Canal and River Trust takes over from British Waterways

The sun sets over a canal in Slimbridge, England. The government has agreed to pay about £800m to the Canal and River Trust over the next 15 years.

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A new charity taking over responsibility for canals and rivers in England and Wales is to be officially launched later.

The Canal and River Trust will be responsible for about 2,000 miles of canals and rivers while waterways in Scotland will remain in public hands.

It takes over from British Waterways in a major transfer of public assets into the charitable sector.

Ministers say it is a major milestone in its programme to reform quangos.

The change does not mean that public funding is coming to an end.

The government has agreed to pay about £800m to the charity over the next 15 years.

But the trust says its new status will open up new sources of funding.

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By harnessing public goodwill and energy, our canals and rivers can breathe much needed new life into our towns, cities and countryside”

End Quote Tony Hales Canal and River Trust

It has already announced support from companies, including Google, and will be trying to raise money from the general public.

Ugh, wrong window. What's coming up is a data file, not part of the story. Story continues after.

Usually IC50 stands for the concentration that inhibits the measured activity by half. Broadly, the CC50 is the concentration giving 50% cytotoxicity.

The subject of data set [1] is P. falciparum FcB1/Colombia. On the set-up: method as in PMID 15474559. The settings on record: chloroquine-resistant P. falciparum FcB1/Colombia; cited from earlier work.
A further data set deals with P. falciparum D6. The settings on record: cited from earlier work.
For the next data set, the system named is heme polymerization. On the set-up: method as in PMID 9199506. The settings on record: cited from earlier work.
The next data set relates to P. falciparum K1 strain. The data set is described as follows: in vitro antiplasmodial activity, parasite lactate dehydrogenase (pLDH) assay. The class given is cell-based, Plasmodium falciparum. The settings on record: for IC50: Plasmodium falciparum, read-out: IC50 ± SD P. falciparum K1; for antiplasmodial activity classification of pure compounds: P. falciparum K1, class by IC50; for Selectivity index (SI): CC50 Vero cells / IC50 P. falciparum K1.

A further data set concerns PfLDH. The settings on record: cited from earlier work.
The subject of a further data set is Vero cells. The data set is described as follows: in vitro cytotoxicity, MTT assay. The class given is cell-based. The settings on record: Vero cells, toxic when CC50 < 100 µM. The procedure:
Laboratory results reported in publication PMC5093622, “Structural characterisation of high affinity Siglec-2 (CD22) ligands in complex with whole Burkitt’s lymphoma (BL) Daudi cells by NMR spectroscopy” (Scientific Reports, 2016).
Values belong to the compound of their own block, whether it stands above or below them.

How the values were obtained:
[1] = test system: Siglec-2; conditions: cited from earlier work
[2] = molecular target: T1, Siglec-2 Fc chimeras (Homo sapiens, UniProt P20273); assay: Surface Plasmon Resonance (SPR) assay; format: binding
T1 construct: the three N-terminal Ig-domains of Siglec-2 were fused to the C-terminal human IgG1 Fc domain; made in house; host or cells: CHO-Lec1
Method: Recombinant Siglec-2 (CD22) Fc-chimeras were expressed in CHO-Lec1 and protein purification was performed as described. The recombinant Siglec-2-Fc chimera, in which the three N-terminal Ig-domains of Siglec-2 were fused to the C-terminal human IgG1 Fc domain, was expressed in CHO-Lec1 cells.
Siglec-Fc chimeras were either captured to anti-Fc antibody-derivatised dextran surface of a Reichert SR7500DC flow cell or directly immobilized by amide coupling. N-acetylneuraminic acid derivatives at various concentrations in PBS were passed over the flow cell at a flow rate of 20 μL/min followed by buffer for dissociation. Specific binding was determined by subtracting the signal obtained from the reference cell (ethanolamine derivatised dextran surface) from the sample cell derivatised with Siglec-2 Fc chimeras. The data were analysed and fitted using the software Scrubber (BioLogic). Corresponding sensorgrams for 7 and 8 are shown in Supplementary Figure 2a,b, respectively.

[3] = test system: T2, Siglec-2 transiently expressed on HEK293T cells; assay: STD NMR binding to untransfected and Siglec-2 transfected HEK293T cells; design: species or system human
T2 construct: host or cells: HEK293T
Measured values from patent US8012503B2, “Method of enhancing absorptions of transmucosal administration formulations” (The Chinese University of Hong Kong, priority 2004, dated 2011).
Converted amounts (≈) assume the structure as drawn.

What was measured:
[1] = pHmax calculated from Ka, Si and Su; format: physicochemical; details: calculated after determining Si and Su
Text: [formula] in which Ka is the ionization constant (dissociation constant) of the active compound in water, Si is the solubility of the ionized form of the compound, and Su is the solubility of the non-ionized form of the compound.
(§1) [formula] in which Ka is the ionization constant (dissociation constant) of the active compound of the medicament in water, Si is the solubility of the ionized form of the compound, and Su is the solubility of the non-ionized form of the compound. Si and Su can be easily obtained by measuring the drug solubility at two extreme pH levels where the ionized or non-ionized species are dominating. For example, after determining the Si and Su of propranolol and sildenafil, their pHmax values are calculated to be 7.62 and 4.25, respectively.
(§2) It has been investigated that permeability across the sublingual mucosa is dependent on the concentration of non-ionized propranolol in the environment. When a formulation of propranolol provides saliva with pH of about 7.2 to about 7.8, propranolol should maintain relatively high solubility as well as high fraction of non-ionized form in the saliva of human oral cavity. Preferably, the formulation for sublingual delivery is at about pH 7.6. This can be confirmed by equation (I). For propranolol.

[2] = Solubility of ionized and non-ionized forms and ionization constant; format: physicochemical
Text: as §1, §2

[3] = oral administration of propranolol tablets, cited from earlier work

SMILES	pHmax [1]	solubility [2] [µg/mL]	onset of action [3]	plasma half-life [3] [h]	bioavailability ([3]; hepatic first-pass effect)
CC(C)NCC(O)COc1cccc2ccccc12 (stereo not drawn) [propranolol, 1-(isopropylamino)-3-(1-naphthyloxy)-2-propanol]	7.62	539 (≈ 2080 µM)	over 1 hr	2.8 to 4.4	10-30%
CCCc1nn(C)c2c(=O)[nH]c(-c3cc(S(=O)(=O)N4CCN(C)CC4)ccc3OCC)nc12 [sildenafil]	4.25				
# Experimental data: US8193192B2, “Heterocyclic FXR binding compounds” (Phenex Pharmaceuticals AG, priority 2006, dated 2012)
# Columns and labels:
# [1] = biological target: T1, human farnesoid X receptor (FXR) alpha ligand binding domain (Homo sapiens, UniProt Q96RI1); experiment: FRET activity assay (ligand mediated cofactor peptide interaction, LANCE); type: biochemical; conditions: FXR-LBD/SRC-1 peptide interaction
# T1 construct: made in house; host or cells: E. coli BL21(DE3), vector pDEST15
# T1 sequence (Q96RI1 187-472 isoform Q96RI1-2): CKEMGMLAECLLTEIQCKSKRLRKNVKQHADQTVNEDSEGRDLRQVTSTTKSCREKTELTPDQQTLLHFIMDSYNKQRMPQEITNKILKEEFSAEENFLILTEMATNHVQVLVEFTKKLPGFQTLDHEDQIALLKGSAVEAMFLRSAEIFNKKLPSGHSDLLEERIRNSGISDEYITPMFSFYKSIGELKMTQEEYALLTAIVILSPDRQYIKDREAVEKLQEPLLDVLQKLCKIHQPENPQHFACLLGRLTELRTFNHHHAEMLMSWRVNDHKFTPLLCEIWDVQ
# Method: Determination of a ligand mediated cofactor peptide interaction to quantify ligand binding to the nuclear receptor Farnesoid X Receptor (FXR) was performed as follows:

The charity, whose patron is the Prince of Wales, will give the estimated 10 million people who visit the waterways a greater role in making them cleaner and more attractive.

The Canal and River Trust said: "By pledging money or time, people can get involved in projects such as creating new habitat for rare water voles, planting linear orchards for people and wildlife, and restoring neglected towpaths."

Chairman Tony Hales said British canals and rivers had been "transformed from a national disgrace into a national treasure" in the past 50 years which "has been extraordinary" but was only the start.

He said: "The Canal and River Trust opens an exciting new chapter in the waterways' long history and gives a chance for everyone who cares for them to play a part in their future.

"By harnessing public goodwill and energy, our canals and rivers can breathe much needed new life into our towns, cities and countryside. It's an amazing opportunity and we can't wait to get going."

And Environment Secretary Caroline Spelman said that, by placing waterways in trust: "We are giving all those who love our rivers and canals an opportunity to get involved in how their local river or canal is run and help to provide a bright future for our historic canals."

The BBC's Adam Porter says ministers will be watching the charity's progress to see whether other public bodies could be turned into charities.

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